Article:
Section Image: Employees chatting

Employee Small Talk Is More Powerful than You Think

Whether in the break room or on a virtual call, office chit-chat builds culture and collaboration, according to research by Patrick Downes, assistant professor of management and leadership.

April 01, 2021

By Elaine Cole

Patrick DownesNote to managers everywhere: don’t tell chatting colleagues to get back to work. It may look unproductive, but small talk in the office plays an important role in employee motivation.

“Our research shows that people who feel connected to their coworkers are more likely to go above and beyond in their jobs,” said Patrick Downes, assistant professor of management and leadership in the TCU Neeley School of Business.

Downes and his colleagues researched small talk and published their findings in the Academic of Management Journal. The research was also featured in Fast Company.

The researchers surveyed 151 full-time employees with three surveys a day—morning, afternoon and evening—for 15 workdays. The surveys asked about levels of small talk throughout the day and asked respondents to rate their emotions, work productivity and overall engagement.

The results: office chit-chat contributes to employees’ positive emotions, promotes well-being, foster good workplace citizenship, builds trust, generates creative ideas and fosters inclusiveness.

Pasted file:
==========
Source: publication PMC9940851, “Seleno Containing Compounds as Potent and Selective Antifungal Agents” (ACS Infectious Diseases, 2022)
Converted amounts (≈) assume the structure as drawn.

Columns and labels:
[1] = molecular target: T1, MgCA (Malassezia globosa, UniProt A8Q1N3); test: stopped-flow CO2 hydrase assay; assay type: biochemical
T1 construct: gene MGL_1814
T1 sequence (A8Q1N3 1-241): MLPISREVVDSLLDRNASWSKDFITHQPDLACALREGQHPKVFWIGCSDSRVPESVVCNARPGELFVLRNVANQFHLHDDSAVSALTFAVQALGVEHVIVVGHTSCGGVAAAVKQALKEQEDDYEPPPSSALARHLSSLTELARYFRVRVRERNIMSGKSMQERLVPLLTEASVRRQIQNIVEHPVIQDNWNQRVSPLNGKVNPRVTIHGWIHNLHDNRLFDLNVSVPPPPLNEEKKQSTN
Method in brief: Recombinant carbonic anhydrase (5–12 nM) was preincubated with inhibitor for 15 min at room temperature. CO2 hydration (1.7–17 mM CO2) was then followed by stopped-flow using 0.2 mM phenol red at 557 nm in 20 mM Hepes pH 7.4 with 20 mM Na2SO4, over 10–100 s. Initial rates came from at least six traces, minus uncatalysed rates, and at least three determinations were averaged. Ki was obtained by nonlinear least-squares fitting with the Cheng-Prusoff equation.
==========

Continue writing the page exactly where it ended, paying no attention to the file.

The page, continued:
Downes and his colleagues decided to research small talk after discussing among themselves how much they did or did not like chit-chat at the office.

“As we gathered data, we saw that, regardless of what people thought about small talk, people who do more of it generally go home in a better mood. They’re also more likely to help their coworkers and go above and beyond for the organization. Those are good reasons for organizations to encourage, rather than condemn, this sort of water cooler talk,” Downes said.

That’s all fine in a physical office setting, but how does that translate into a remote, virtual environment?

“Managers and employees are finding new ways to stay connected,” Downes said. “Workplace colleagues are hosting virtual events and staying connected digitally. One team created a shared virtual music playlist—there’s good research to suggest listening to music together offers a feeling of connection. Whether it’s music or a virtual trivia game, managers are promoting new, virtual ways to create space for employees to connect and feel they are a part of a team moving in the same direction.”

Related articles:
“Office Chit-Chat as a Social Ritual: The Uplifting Yet Distracting Effects of Daily Small Talk at Work,” in the Academic of Management Journal.

“Science-Backed Benefits of Making Small Talk with Coworkers,” in Fast Company.

Photo: Patrick Downes

Patrick Downes

Assistant Professor
Management and Leadership Department

Neeley 3312
817-257-5401
patrick.downes@tcu.edu